I've yet to meet a dog that doesn't love peanut butter, and mine are no exception-- they take after their mommy! I'll bet yours are just the same as mine-- as soon as the peanut butter jar comes out, they're right there, ears pricked, looking hopefully up at you with big, doleful eyes. I like to make doggy treats, since that's one way of ensuring that my babies get a healthy treat that doesn't have a lot of outlandish and questionable ingredients. There are plenty of doggy treat recipes out there, including many with peanut butter as the starring ingredient.... irresistible for dogs who love peanut butter!
You can have a lot of fun making all kinds of uniquely shaped dog treats-- dinosaurs, little -'peanut butter' men (as opposed to gingerbread men), Halloween characters, Christmas characters....there is no lack of variety when it comes to cookie cutters. I used a simple dog bone shape here to create a classic dog-bone shaped treat, using a dog-biscuit recipe that is an adaptation of several different recipes I found online.
I had a lot of fun playing around with these little rustic-looking doggy bone biscuits and some new cherry-patterned melamine 'paper plates' that I recently bought.....
.....as well as some pretty retro-themed napkins that I found in one of my fabric bins (I have enough decorator fabric on hand to start a yardage store, but that can be a future post....).
Mr. Door-Stop Doggy got in on the fun...
Someone else wanted to get in on the fun too...
...so I took my little photo shoot down to floor-level....
This is Dolly, my naughty little clown....
She tried awfully hard to be good and not pounce on the plate of yummy, peanut buttery-smelling treats right under her nose.....Mommy lying flat on her stomach on the floor with her face obscured by a funny black thing that made odd clicking sounds was probably intimidating enough to deter her for a while.....
But in the end she couldn't resist and inched closer and closer to the pile of treats (she'd already had a sample earlier, so she knew what these little guys were), until she was close enough to nab one!
My Rosie-Bear is a little camera shy.... she totally ignored the plate of doggy biscuits.
On to the recipe.....This is an easy recipe with simple, wholesome ingredients, which include, in addition to peanut butter, oats, wheat flower and a broth (chicken or beef).
I used old fashioned oatmeal for a rustic, robust-looking texture (not that dogs care about texture).
Since my dogs are big girls, I used a three-inch dog bone cookie cutter. If you have a small dog, use a smaller cookie cutter or use a knife to cut the rolled dough into small bite-sized pieces.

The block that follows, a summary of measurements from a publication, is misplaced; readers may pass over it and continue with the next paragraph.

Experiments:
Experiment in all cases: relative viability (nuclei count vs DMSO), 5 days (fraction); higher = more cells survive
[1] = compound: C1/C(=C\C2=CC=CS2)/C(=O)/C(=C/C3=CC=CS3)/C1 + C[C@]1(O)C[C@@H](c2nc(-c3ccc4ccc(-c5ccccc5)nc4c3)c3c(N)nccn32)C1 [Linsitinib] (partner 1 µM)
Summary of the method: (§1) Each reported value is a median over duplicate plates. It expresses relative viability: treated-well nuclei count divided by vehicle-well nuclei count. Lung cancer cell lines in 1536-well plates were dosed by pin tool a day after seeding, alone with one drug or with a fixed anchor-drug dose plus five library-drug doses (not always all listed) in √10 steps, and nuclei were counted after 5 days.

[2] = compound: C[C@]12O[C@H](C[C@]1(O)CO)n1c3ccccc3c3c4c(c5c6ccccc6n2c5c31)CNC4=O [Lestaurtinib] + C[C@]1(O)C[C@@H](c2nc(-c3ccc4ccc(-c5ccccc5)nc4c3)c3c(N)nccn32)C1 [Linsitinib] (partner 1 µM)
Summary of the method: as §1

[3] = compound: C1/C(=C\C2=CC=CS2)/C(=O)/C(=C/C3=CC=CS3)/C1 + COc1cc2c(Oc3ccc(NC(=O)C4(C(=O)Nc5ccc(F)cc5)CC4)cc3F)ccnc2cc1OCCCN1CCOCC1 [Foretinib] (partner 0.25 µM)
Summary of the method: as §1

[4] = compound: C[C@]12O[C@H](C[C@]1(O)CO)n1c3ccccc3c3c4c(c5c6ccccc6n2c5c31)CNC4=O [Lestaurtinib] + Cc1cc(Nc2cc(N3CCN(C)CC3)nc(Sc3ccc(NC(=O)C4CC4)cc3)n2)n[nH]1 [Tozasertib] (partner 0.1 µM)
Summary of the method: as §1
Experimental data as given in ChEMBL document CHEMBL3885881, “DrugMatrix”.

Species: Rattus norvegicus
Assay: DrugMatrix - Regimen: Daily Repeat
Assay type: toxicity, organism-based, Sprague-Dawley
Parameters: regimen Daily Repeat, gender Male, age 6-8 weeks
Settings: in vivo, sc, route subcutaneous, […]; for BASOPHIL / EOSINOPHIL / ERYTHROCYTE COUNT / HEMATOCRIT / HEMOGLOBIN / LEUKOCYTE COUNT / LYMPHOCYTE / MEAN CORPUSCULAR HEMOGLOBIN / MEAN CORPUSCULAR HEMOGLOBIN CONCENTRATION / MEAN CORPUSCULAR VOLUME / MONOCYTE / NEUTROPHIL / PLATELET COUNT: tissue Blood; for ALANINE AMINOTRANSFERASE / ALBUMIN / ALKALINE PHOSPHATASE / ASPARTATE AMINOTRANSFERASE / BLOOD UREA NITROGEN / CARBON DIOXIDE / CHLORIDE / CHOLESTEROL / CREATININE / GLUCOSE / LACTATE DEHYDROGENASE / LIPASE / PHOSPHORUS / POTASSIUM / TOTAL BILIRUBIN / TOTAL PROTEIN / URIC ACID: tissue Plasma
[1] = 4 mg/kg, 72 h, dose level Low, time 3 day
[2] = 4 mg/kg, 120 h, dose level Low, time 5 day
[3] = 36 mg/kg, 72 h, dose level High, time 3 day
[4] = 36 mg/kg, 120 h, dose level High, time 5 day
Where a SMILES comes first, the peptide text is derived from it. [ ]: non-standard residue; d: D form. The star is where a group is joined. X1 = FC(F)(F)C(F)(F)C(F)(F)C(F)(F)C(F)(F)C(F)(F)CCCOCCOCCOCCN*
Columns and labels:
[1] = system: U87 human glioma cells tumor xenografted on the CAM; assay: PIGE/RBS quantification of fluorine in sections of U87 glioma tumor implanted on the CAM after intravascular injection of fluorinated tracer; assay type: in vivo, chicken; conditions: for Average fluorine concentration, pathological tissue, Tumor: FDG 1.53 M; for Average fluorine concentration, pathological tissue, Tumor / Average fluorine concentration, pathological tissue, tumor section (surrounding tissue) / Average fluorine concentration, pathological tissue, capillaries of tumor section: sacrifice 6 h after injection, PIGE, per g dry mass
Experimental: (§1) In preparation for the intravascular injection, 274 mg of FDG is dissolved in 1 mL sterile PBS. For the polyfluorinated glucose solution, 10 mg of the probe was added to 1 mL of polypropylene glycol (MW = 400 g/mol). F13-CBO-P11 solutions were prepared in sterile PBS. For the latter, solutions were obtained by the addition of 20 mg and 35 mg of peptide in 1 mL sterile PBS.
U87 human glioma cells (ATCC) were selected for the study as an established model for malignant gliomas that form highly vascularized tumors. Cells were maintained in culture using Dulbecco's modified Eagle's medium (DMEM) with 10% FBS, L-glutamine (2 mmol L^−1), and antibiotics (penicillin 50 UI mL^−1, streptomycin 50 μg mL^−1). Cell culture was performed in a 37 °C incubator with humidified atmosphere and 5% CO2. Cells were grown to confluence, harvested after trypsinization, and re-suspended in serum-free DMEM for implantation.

This recipe makes a nice, stiff dough that holds its shape and doesn't spread in the oven-- probably because there is no butter or shortening. I actually sampled a small piece and they don't taste too bad from a human standpoint, although they have an odd, flat after-taste (probably from the lack of any shortening and the peanut butter-chicken broth mixture). But my dogs love these things, so that is all that matters! After rolling out the dough and cutting the cookie shapes, you can gather up the remaining dough, roll it out again, and cut out some more biscuits. Gather up the last remaining pieces and roll into a rough cylinder and cut little bite-sized treats. This is one time when you don't need to worry about over working the dough and creating tough cookies----as I note above, dogs don't seem to concern themselves too much with texture.
Peanut Butter Dog Biscuits 2 cups whole wheat flour 1/2 cup old fashioned oats 1 tablespoon baking powder 1 cup of chicken or beef broth 1 cup old fashioned peanut butter (such as Laura Scudder's) Preheat oven to 375 degrees F. Line a cookie sheet with parchment paper. In a large bowl, combine the dry ingredients. Stir in the broth and peanut butter until the flour mixture is incorporated and the dough is crumbly. Using your hands, form a ball. Kneed the dough for about 30 seconds on a lightly floured work surface until the dough holds together. Roll the dough into a 10-inch circle, at about 1/2 inch thick. Using a cookie cutter, cut out the 'bones' and place on the prepared cookie sheet. Gather up the remaining scraps and form another ball, which can then be rolled out for more cookies. Or, roll the remaining dough into a cylinder shape and cut little bite-sized treats. Bake until golden, about 20 minutes. Bake a few minutes longer for more crispy treats. Transfer to a wire rack and cool completely. These doggy biscuits can be stored in an airtight container for up to one week--- but your doggies will want to gobble these up long before then!
Do you love the look of old distressed, re-purposed wood but are rather horrified by how expensive it can be? I'm specifically talking about using wood from old farm outbuildings and other old structures for flooring and other interior finishes---which, because this is such hot trend right now, can be pretty pricey.
While both my husband and I love the idea of using a piece of patinaed history in our cabin project, we're trying to keep costs down-- so my husband did some research into alternate ways of getting the 'aged' look.
It turns out to be so easy to do this. All you need is tea, water, steel wool, and vinegar.
From these four things you create two solutions with which to create 'aged' looking wood: tea solution created from teabags placed in hot water, and a rust solution created from soaking the steel wool in vinegar. You can use a paint brush to apply the solution, although for easier application and larger projects you can use a plastic spray bottle.